The valve element moves freely axially up and down within the outlet passageway in response to pressure. When the ball is deflected by injected grease, the spring is compressed, and downward movement of the ball is limited by contact with the upwardly projecting retainer stop. The grease thus follows annular flow passageways defined about the outer periphery of the spring windings and on either side of the retainer. Thus, spring deformation thus does not affect or restrict the positive flow path. No grease flows through the spring in any event. When pressure is released, the spring will force the ball back into contact with the valve seat.

Thus the fundamental object of the present invention is to provide a high pressure flow control fitting or check valve which feeds injected grease around and not through the valve spring, whereby to avoid problems of spring deformation and cylinderization encountered with prior art fittings.

Another broad object is to provide an improved fitting for lubricating valves, pumps, flow actuators, and similar devices which is immune to blowout and plugging off.

A similar object of the present invention is to prohibit fitting plug-off.

Yet another object of the present invention is to provide means for insuring that flow passageways within the fitting remain open for substance flow substantially irrespective of viscosity, pressure, or spring deformation.

Another object of the present invention is to assure consistent smooth flow of even the heaviest commercially available sealants.

A further object of the present invention is to provide means for prolonging the useful life of flow-regulating equipment.

Another object of the present invention is to provide a high pressure flow fitting which extends the useful life of equipment and rarefies equipment failure.

Yet another object of the present invention is to maintain fitting integrity and stability despite the high pressure introduction of heavy substances.

These and other objects and advantages of the present invention, along with features of novelty appurtenant thereto, will appear or become apparent in the course of the following descriptive sections.


In the following drawings, which form a part of the specification and which are to be construed in conjunction therewith, and in which like reference numerals have been employed throughout wherever possible to indicate like parts in the various views:

FIG. 1 is a fragmentary, isometric view of the preferred embodiment of my FREE FLOW FITTING, with portions thereof shown in section and/or broken away for clarity;

FIG. 2 is a longitudinal sectional view taken generally along line 2--2 of FIG. 1, illustrating the fitting in closed position;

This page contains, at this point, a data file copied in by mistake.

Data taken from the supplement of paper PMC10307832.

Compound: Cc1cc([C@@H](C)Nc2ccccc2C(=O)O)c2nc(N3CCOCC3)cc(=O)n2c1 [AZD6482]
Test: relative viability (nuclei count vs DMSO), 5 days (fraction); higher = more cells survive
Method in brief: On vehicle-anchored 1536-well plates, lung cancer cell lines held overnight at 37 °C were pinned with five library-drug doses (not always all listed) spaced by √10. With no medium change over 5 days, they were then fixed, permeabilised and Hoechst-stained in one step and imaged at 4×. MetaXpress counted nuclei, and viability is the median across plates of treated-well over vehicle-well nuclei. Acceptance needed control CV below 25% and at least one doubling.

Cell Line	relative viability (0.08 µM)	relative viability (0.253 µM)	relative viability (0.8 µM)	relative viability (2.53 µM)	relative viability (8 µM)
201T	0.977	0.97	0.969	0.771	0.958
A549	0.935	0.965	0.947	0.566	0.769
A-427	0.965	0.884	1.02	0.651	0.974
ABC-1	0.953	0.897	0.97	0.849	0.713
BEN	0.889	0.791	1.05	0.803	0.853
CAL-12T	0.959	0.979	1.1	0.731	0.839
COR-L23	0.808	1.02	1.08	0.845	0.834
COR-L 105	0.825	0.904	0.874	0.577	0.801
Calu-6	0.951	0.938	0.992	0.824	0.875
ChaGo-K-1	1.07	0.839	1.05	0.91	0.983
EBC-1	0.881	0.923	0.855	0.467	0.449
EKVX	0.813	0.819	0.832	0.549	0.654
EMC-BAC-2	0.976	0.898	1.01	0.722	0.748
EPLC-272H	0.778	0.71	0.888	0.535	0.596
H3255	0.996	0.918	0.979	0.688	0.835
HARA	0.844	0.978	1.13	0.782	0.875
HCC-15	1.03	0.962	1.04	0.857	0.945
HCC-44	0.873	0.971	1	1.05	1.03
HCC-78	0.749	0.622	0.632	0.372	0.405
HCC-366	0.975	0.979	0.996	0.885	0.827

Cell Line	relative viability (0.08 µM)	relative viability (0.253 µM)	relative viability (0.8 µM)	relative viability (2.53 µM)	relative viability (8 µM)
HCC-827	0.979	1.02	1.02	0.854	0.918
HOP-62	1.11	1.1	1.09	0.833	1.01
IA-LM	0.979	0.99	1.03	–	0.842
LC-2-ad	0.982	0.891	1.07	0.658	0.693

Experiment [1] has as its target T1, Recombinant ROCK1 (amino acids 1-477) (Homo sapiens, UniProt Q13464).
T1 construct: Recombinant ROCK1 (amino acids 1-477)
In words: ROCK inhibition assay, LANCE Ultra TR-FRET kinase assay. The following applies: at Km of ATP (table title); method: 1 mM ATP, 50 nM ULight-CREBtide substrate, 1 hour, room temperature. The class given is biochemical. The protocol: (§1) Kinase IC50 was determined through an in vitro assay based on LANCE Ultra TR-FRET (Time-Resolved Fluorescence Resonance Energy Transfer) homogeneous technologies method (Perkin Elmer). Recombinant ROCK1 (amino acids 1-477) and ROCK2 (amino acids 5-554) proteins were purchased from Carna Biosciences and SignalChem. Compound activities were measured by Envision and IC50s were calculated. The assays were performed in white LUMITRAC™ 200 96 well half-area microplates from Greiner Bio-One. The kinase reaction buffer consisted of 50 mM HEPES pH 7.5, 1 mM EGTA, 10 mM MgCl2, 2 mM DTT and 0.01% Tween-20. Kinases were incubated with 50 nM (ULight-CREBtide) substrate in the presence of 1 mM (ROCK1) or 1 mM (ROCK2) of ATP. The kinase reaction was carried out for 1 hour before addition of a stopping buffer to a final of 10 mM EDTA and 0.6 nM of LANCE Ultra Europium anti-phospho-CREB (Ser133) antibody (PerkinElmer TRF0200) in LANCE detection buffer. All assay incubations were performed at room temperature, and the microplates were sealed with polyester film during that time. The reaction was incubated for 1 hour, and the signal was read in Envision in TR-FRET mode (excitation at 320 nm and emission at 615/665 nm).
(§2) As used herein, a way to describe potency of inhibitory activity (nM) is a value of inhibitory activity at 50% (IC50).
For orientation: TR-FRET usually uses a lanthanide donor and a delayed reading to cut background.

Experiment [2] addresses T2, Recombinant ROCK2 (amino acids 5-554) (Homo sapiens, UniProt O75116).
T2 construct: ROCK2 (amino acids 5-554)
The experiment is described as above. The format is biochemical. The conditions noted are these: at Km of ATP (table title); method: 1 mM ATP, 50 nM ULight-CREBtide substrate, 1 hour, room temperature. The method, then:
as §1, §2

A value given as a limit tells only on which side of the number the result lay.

FIG. 3 is a sectional view similar to FIG. 2 illustrating the fitting in an open position;

FIG. 4 is an exploded, side elevational view thereof;

FIG. 4A is a fragmentary, side elevational view thereof;

FIG. 5 is a fragmentary vertical sectional view taken generally along line 5--5 of FIG. 3;

FIG. 6 is a fragmentary vertical sectional view taken generally along line 6--6 of FIG. 3; and,

FIG. 7 is an enlarged isometric view of the preferred retainer employed herein.


With initial reference now directed to FIGS. 1-4 of the appended drawings, the best mode of my free flow fitting is designated by the reference numeral 20. The invention may be employed as a fitting or a check valve in various types of equipment which require periodic lubrication, such as compressors, pumps, or the like. For purposes of brevity and clarity herein, the term "grease" is broadly used to refer to lubricants, greases, sealants, bridging agents, and similar fluids which are required for machine maintenance. The term "fitting" is broadly employed to refer to inlet fittings for use in connecting applications to grease guns, and to one way check valves adapted to be disposed within a fluid flow path.

Fitting 20 is of generally tubular configuration and comprises an inlet end 26 and an outlet end 28. The inlet end 26 is preferably externally threaded for receiving a high pressure grease gun or similar injecting device. The outlet end 28 is preferably threaded for mounting within the equipment to be maintenanced. Inlet end 26 is separated from outlet end 28 by an integral rigid nut portion 32 which facilitates manipulation of the fitting 20.

Inlet end 26 comprises a grease inlet orifice 35 which communicates with an elongated, tubular, inlet passageway 38 of generally circular cross section. Inlet passageway 38 terminates at its inner end in a chamfered valve orifice 44 (FIG. 3) through which injected grease enters the fitting.

Outlet end 28 comprises a larger diameter outlet passageway 48. As best viewed in FIGS. 2 and 3, outlet passageway 48 is axially aligned with inlet passageway 38 and is also of generally circular cross section. Outlet passageway 48 terminates in an internally threaded bore 52 which defines an outlet orifice 56.

A valve element 64, preferably comprising a conventional rigid steel ball, may be moved into and out of contact with valve orifice 44. As best viewed in FIG. 2, the chamfered shoulders of the valve orifice define a valve seat for the valve ball 64. It will be appreciated that valve element 64 must be larger in diameter than inlet passageway 38 and smaller in diameter than outlet passageway 48.